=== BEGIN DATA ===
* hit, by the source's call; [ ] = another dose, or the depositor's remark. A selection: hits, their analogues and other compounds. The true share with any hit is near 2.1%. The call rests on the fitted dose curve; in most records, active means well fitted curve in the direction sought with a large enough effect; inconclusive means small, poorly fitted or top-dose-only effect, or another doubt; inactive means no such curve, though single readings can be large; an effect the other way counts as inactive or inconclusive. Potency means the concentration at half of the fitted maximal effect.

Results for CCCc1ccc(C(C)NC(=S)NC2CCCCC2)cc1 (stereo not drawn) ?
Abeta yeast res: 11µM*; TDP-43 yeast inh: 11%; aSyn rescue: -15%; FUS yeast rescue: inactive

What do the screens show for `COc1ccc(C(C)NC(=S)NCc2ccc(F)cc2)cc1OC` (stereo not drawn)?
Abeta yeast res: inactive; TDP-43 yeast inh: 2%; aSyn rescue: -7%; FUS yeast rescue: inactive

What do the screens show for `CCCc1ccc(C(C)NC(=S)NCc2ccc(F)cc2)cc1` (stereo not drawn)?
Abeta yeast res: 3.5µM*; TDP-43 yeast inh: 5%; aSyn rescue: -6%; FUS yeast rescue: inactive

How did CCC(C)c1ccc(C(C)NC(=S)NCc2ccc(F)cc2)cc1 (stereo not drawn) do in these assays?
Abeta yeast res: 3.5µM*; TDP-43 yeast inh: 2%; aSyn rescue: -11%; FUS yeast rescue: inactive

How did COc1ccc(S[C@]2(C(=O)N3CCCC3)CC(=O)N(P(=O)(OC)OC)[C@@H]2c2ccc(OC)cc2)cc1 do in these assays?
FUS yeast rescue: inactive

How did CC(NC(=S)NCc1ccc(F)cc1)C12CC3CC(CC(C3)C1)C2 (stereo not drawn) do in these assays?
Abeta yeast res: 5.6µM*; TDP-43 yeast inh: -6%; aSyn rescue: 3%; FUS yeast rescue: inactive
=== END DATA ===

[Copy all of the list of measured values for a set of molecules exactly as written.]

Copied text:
* hit, by the source's call; [ ] = another dose, or the depositor's remark. A selection: hits, their analogues and other compounds. The true share with any hit is near 2.1%. The call rests on the fitted dose curve; in most records, active means well fitted curve in the direction sought with a large enough effect; inconclusive means small, poorly fitted or top-dose-only effect, or another doubt; inactive means no such curve, though single readings can be large; an effect the other way counts as inactive or inconclusive. Potency means the concentration at half of the fitted maximal effect.

Results for CCCc1ccc(C(C)NC(=S)NC2CCCCC2)cc1 (stereo not drawn) ?
Abeta yeast res: 11µM*; TDP-43 yeast inh: 11%; aSyn rescue: -15%; FUS yeast rescue: inactive

What do the screens show for `COc1ccc(C(C)NC(=S)NCc2ccc(F)cc2)cc1OC` (stereo not drawn)?
Abeta yeast res: inactive; TDP-43 yeast inh: 2%; aSyn rescue: -7%; FUS yeast rescue: inactive

What do the screens show for `CCCc1ccc(C(C)NC(=S)NCc2ccc(F)cc2)cc1` (stereo not drawn)?
Abeta yeast res: 3.5µM*; TDP-43 yeast inh: 5%; aSyn rescue: -6%; FUS yeast rescue: inactive

How did CCC(C)c1ccc(C(C)NC(=S)NCc2ccc(F)cc2)cc1 (stereo not drawn) do in these assays?
Abeta yeast res: 3.5µM*; TDP-43 yeast inh: 2%; aSyn rescue: -11%; FUS yeast rescue: inactive

How did COc1ccc(S[C@]2(C(=O)N3CCCC3)CC(=O)N(P(=O)(OC)OC)[C@@H]2c2ccc(OC)cc2)cc1 do in these assays?
FUS yeast rescue: inactive

How did CC(NC(=S)NCc1ccc(F)cc1)C12CC3CC(CC(C3)C1)C2 (stereo not drawn) do in these assays?
Abeta yeast res: 5.6µM*; TDP-43 yeast inh: -6%; aSyn rescue: 3%; FUS yeast rescue: inactive